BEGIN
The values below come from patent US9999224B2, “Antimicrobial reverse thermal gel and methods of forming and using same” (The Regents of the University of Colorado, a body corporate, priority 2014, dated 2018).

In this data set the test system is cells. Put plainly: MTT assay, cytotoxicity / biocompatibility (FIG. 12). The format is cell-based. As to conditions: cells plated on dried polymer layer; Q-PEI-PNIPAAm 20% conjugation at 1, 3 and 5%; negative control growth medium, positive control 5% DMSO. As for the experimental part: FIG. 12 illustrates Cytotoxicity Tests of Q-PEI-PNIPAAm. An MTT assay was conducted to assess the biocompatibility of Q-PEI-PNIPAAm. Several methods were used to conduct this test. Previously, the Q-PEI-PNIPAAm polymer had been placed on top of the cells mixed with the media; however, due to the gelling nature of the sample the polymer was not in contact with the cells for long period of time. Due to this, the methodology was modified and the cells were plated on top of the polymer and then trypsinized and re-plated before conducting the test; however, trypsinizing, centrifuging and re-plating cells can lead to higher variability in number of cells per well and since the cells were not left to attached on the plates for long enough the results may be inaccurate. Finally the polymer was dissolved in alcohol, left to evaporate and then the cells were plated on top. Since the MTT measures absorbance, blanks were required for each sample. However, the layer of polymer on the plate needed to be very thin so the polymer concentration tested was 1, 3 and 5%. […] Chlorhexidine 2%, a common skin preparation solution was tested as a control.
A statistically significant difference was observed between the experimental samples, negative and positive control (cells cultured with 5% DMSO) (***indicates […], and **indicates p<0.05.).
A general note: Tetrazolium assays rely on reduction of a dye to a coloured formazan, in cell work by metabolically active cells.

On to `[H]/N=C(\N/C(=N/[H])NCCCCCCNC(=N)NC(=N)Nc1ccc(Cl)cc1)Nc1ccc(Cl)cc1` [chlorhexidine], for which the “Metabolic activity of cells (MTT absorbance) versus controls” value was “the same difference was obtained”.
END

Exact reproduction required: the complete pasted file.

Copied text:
The values below come from patent US9999224B2, “Antimicrobial reverse thermal gel and methods of forming and using same” (The Regents of the University of Colorado, a body corporate, priority 2014, dated 2018).

In this data set the test system is cells. Put plainly: MTT assay, cytotoxicity / biocompatibility (FIG. 12). The format is cell-based. As to conditions: cells plated on dried polymer layer; Q-PEI-PNIPAAm 20% conjugation at 1, 3 and 5%; negative control growth medium, positive control 5% DMSO. As for the experimental part: FIG. 12 illustrates Cytotoxicity Tests of Q-PEI-PNIPAAm. An MTT assay was conducted to assess the biocompatibility of Q-PEI-PNIPAAm. Several methods were used to conduct this test. Previously, the Q-PEI-PNIPAAm polymer had been placed on top of the cells mixed with the media; however, due to the gelling nature of the sample the polymer was not in contact with the cells for long period of time. Due to this, the methodology was modified and the cells were plated on top of the polymer and then trypsinized and re-plated before conducting the test; however, trypsinizing, centrifuging and re-plating cells can lead to higher variability in number of cells per well and since the cells were not left to attached on the plates for long enough the results may be inaccurate. Finally the polymer was dissolved in alcohol, left to evaporate and then the cells were plated on top. Since the MTT measures absorbance, blanks were required for each sample. However, the layer of polymer on the plate needed to be very thin so the polymer concentration tested was 1, 3 and 5%. […] Chlorhexidine 2%, a common skin preparation solution was tested as a control.
A statistically significant difference was observed between the experimental samples, negative and positive control (cells cultured with 5% DMSO) (***indicates […], and **indicates p<0.05.).
A general note: Tetrazolium assays rely on reduction of a dye to a coloured formazan, in cell work by metabolically active cells.

On to `[H]/N=C(\N/C(=N/[H])NCCCCCCNC(=N)NC(=N)Nc1ccc(Cl)cc1)Nc1ccc(Cl)cc1` [chlorhexidine], for which the “Metabolic activity of cells (MTT absorbance) versus controls” value was “the same difference was obtained”.